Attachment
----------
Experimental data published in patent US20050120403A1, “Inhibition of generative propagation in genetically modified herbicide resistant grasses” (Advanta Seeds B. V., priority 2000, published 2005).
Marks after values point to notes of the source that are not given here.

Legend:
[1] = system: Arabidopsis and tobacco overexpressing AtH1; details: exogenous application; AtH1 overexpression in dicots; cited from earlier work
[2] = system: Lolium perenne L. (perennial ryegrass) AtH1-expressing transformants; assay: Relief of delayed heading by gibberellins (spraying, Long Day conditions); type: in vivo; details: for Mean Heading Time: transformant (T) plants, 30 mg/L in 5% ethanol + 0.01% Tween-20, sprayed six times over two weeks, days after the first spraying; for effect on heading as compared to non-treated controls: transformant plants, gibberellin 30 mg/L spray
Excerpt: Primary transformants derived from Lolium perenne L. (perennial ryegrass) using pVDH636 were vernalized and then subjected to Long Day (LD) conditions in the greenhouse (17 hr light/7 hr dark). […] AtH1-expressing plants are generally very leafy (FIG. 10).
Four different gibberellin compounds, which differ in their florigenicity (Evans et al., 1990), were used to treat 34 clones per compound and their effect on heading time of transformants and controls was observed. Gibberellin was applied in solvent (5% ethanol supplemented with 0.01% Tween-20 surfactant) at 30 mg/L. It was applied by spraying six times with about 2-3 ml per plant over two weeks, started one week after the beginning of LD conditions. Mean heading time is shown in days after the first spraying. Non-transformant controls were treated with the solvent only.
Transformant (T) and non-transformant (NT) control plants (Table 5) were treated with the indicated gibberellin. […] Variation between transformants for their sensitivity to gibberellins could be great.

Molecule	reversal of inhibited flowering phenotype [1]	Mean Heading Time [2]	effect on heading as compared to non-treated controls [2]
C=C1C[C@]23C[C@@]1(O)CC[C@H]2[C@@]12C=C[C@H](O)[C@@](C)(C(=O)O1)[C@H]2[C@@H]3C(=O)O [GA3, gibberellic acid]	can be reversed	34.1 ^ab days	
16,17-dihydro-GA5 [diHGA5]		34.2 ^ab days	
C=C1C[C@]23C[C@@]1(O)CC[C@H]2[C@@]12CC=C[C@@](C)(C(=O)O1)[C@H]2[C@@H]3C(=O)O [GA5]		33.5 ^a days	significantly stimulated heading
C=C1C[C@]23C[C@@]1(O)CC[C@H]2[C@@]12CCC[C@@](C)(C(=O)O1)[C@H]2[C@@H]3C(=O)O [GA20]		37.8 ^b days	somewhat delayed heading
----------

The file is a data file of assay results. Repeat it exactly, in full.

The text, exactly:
Experimental data published in patent US20050120403A1, “Inhibition of generative propagation in genetically modified herbicide resistant grasses” (Advanta Seeds B. V., priority 2000, published 2005).
Marks after values point to notes of the source that are not given here.

Legend:
[1] = system: Arabidopsis and tobacco overexpressing AtH1; details: exogenous application; AtH1 overexpression in dicots; cited from earlier work
[2] = system: Lolium perenne L. (perennial ryegrass) AtH1-expressing transformants; assay: Relief of delayed heading by gibberellins (spraying, Long Day conditions); type: in vivo; details: for Mean Heading Time: transformant (T) plants, 30 mg/L in 5% ethanol + 0.01% Tween-20, sprayed six times over two weeks, days after the first spraying; for effect on heading as compared to non-treated controls: transformant plants, gibberellin 30 mg/L spray
Excerpt: Primary transformants derived from Lolium perenne L. (perennial ryegrass) using pVDH636 were vernalized and then subjected to Long Day (LD) conditions in the greenhouse (17 hr light/7 hr dark). […] AtH1-expressing plants are generally very leafy (FIG. 10).
Four different gibberellin compounds, which differ in their florigenicity (Evans et al., 1990), were used to treat 34 clones per compound and their effect on heading time of transformants and controls was observed. Gibberellin was applied in solvent (5% ethanol supplemented with 0.01% Tween-20 surfactant) at 30 mg/L. It was applied by spraying six times with about 2-3 ml per plant over two weeks, started one week after the beginning of LD conditions. Mean heading time is shown in days after the first spraying. Non-transformant controls were treated with the solvent only.
Transformant (T) and non-transformant (NT) control plants (Table 5) were treated with the indicated gibberellin. […] Variation between transformants for their sensitivity to gibberellins could be great.

Molecule	reversal of inhibited flowering phenotype [1]	Mean Heading Time [2]	effect on heading as compared to non-treated controls [2]
C=C1C[C@]23C[C@@]1(O)CC[C@H]2[C@@]12C=C[C@H](O)[C@@](C)(C(=O)O1)[C@H]2[C@@H]3C(=O)O [GA3, gibberellic acid]	can be reversed	34.1 ^ab days	
16,17-dihydro-GA5 [diHGA5]		34.2 ^ab days	
C=C1C[C@]23C[C@@]1(O)CC[C@H]2[C@@]12CC=C[C@@](C)(C(=O)O1)[C@H]2[C@@H]3C(=O)O [GA5]		33.5 ^a days	significantly stimulated heading
C=C1C[C@]23C[C@@]1(O)CC[C@H]2[C@@]12CCC[C@@](C)(C(=O)O1)[C@H]2[C@@H]3C(=O)O [GA20]		37.8 ^b days	somewhat delayed heading